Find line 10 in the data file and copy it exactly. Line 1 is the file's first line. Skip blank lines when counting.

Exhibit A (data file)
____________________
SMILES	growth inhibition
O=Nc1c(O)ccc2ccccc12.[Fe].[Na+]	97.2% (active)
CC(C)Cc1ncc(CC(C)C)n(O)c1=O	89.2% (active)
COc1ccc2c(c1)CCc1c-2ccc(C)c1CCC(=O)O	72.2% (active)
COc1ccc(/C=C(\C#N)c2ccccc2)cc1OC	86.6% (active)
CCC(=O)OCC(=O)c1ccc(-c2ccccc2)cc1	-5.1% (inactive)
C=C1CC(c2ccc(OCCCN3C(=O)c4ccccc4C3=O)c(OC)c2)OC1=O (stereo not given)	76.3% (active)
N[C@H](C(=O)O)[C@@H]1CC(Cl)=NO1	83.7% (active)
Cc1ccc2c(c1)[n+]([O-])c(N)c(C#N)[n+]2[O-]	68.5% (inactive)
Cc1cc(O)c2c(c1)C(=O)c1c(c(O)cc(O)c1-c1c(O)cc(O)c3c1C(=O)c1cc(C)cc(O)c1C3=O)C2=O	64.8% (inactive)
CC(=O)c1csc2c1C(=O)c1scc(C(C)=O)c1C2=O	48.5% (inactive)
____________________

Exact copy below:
Cc1cc(O)c2c(c1)C(=O)c1c(c(O)cc(O)c1-c1c(O)cc(O)c3c1C(=O)c1cc(C)cc(O)c1C3=O)C2=O	64.8% (inactive)